Anotherstrong criticism that captures the delivery shortfall of achievingits target in relaying the message regards the question of feminism.This has been linked directly to Shelley’s life and what inspiredher authorship. The emergence of feminist’s theory shifts the focusto the storyline and the respective characters, which is largely areflection of the author herself. The point here is the deliberateexclusion of female characters in passing a message that should bringboth the sexes into the picture. From the lens of gender,Frankenstein fails to live to its purpose in the delivery of themessage. The feminine characters are not central to the novel, andthe masculine characters overshadow their place. This is somethingthat would have taken a different twist in telling the story had thefemale characters been brought to the central play at this point.
VictorFrankenstein created a feature that can neither be classified asneither human nor animal. The figure is a unique one and has neverbeen seen before. No one understands its characters including hiscreator. Interestingly, the characters in the novel already dub itevil. How judgmental is this? It does not appear as a surprise giventhat this is the nature of the human being. However, this can betraced to the traditional Christian belief that views every creatureas evil from birth. The creature feels that humans are innately good,a perception that he deems right for himself. However, it is until hesees himself that this reality illuminates in his mind, and henotices the reason why humans perceive him the way they do.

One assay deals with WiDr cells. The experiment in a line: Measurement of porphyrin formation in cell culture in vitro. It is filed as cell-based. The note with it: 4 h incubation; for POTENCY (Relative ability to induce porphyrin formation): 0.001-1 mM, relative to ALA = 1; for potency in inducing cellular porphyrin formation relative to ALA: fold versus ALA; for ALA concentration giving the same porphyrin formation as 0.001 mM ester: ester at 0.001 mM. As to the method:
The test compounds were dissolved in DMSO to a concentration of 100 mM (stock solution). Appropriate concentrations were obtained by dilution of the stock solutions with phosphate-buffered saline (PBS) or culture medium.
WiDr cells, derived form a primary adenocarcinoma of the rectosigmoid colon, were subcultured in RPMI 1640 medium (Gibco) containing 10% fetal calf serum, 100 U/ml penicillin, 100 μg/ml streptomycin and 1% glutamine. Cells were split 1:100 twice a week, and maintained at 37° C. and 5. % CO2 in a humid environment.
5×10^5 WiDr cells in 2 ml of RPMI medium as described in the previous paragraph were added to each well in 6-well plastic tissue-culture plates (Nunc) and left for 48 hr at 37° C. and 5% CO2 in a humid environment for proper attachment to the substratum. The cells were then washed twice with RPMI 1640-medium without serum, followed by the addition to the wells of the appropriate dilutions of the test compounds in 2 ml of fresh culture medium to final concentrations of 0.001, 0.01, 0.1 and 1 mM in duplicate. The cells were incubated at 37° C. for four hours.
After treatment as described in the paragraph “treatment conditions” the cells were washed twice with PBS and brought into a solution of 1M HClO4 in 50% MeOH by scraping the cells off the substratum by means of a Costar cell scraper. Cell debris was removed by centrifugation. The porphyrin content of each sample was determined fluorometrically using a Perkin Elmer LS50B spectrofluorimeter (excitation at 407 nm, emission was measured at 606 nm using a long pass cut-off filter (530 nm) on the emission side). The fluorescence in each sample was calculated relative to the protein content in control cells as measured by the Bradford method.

Fromthis point, the monster then develops into a character that is rudeand violent. This is a complete diversion from the message that themonster represented when it was seen as a progressive character inthe question of feminism where his creator called it a barbarian. Inessence, this paints a picture of an inconsistent character. It rulesout any slight possibility of using this character to championprogress and consistency. The outward appearance is also amanifestation of the character. It is an assertion that anincongruent character could not possibly be the best representationof the holder of the right morals and progress.
Mellor,Anne K.: “Makinga Monster.” I n: TheCambridge Companion to Mary Shelley. Cambridge, England: CambridgeUniversity Press, 2003, p. 9-24